Policies and Regulations: Regulating Small Hydro

New incentives have led to a number of proposals to build small hydropower projects in the U.S. The Federal Energy Regulatory Commission is considering reforms aimed at streamlining the licensing process for the developers of those projects.

Developers of small hydropower projects are seeking big changes in the way their projects are permitted and licensed by the Federal Energy Regulatory Commission (FERC).

Requests to build small hydro projects, facilities with a capacity of 5 MW or less, have been pouring into FERC, thanks to new tax credits, grants, and initiatives to reduce greenhouse gas emissions.

“There’s a definite increase in interest in the industry and FERC is feeling it in the number of preliminary permit applications and development proposals,” said Nancy Skancke, an attorney with GKRSE and chair of the National Hydropower Association’s (NHA) Small Hydro Council.

Without a simpler, quicker, and more efficient licensing process for small hydro projects, though, the development of new hydropower capacity in the U.S. may be stymied, according to NHA. FERC is reevaluating its licensing process for small hydro projects because of the increased activity.

Issues facing the developers of small hydro projects were placed front and center during a technical conference hosted by FERC in December 2009. Written comments were filed in February 2010. The underlying question: Why should a 500-kW project with no significant environmental issues comply with the same regulatory process used for a 500-MW project?

“Projects supplying the smallest amount of generation are paying the most in process costs because the relative scale of those costs is the same regardless of project size,” according to written comments filed by NHA. “This situation detracts investor interest in smaller hydro projects and makes finding financing very difficult.”

Applications for new hydro projects surge 30 percent

The number of proposals to build new hydropower capacity is up about 30 percent from two years ago, said Ed Abrams, deputy director of the Office of Hydropower Licensing at FERC.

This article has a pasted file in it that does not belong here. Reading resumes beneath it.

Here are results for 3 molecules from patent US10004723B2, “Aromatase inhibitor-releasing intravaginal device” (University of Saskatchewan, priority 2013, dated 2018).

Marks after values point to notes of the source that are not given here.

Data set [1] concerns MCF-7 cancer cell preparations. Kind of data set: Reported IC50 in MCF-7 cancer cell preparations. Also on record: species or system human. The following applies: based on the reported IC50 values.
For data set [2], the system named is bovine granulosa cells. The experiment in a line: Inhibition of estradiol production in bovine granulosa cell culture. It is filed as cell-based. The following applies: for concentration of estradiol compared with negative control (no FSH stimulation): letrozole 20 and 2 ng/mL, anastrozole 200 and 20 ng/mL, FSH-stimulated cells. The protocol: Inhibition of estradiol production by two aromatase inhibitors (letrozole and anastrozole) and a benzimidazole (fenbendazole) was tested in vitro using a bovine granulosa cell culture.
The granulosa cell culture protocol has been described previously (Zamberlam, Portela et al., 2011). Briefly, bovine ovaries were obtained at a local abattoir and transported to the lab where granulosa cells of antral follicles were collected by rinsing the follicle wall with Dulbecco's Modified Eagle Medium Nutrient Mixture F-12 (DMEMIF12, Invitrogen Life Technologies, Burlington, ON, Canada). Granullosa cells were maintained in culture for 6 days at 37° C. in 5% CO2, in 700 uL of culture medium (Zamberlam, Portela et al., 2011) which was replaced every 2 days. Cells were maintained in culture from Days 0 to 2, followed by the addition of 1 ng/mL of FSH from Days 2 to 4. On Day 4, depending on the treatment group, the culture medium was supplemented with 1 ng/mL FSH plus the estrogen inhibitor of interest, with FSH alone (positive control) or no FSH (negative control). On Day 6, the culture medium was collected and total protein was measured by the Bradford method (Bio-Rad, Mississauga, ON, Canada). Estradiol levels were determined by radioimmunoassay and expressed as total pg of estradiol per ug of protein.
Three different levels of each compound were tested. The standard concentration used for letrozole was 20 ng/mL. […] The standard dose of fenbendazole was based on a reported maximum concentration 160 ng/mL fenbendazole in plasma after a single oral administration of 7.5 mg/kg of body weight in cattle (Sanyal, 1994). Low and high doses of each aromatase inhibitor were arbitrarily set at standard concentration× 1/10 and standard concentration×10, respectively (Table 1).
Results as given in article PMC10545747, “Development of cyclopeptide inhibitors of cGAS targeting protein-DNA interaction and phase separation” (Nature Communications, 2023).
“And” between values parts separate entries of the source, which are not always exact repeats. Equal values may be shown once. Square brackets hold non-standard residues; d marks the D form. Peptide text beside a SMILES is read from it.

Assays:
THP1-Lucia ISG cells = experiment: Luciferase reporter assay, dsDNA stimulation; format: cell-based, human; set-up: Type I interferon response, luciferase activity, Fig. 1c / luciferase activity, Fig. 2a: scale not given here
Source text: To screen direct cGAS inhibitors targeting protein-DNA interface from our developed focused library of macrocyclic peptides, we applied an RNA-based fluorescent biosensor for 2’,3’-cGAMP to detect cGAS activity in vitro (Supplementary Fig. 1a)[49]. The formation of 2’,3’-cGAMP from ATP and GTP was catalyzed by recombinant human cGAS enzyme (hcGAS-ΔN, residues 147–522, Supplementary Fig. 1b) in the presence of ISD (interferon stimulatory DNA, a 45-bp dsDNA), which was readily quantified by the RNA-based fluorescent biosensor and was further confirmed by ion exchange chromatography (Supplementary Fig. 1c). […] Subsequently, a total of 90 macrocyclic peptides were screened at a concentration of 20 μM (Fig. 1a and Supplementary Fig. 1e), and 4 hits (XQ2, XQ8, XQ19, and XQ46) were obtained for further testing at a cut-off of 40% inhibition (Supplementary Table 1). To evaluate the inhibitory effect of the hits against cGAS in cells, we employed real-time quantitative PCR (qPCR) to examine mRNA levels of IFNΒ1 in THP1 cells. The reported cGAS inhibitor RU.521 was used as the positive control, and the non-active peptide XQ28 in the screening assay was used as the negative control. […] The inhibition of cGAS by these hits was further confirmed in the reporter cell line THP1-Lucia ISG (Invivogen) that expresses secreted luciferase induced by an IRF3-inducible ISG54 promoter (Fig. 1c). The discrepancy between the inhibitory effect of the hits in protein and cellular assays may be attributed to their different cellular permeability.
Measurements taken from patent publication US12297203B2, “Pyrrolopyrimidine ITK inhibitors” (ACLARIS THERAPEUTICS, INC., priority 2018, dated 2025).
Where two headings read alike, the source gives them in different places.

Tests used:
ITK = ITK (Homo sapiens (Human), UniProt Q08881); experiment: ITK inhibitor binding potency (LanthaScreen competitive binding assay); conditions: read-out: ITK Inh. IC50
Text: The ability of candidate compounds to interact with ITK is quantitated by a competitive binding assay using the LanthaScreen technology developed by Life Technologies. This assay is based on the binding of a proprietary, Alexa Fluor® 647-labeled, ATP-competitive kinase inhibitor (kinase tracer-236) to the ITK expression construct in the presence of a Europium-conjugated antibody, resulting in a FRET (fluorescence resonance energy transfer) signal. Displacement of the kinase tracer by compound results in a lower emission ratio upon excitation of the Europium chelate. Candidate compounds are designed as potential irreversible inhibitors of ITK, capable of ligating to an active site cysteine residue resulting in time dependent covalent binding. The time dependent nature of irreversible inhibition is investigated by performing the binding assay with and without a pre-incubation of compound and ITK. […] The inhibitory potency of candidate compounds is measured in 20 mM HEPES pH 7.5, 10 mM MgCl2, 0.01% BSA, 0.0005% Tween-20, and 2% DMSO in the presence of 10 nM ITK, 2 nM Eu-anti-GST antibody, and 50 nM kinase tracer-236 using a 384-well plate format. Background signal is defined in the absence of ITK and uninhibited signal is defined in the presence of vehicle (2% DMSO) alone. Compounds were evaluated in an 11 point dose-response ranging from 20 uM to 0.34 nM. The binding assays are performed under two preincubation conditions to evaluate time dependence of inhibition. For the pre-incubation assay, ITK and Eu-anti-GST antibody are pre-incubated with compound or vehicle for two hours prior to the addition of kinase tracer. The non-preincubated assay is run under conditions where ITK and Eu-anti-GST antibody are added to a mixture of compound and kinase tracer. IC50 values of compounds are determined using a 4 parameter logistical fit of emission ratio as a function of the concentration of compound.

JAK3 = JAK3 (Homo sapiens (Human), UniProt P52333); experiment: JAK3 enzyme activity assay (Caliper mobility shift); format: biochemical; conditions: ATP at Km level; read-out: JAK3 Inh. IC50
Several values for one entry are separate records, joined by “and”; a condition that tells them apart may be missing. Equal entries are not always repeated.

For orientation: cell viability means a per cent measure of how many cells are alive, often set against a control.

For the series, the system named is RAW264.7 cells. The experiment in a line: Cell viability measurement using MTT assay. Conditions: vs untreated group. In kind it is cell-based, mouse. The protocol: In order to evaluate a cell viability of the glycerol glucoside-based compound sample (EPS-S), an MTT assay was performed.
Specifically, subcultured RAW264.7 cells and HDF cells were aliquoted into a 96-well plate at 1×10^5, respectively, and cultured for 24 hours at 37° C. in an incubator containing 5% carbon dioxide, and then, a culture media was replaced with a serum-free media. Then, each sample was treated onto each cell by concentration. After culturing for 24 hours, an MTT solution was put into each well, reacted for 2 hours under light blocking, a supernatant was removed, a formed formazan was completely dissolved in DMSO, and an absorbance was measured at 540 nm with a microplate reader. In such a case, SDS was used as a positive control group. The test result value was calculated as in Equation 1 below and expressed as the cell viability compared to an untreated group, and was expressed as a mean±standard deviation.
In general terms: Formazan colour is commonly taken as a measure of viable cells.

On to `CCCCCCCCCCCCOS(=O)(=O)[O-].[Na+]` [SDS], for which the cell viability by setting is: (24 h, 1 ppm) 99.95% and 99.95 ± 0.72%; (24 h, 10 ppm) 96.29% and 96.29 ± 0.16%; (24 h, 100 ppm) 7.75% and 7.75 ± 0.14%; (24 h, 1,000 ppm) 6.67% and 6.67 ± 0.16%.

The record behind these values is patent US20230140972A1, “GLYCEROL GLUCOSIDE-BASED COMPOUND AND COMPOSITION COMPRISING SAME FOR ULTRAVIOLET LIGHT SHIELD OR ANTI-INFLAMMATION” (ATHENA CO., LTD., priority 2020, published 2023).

“A lot of these are at existing federal dams,” Abrams said. “We have had quite a few 5-MW exemptions for small projects.”

But the regulatory process can be difficult to navigate, especially for the developers of small projects, Abrams said.

“They tend to be less sophisticated than the typical relicense applicants, who have professionals at their disposal to prepare the application and do the consultation work,” he said. “We’re having to kind of hold the hands of a lot of these smaller developers.”

Faster, smarter licensing process sought

Right now, it takes about five years to obtain a license to install hydro capacity at existing non-powered dams. NHA has asked the commission to cut the licensing process down to two years by establishing a more efficient system.

“Only 3 percent of the nation’s 80,000 dams currently generate electricity — so the potential for adding electric generation to non-powered dams is enormous,” NHA wrote. In addition, the environmental impacts associated with the development of hydropower at existing non-powered dams are typically minimal because the most significant environmental impact — the construction and operation of a dam — has already occurred.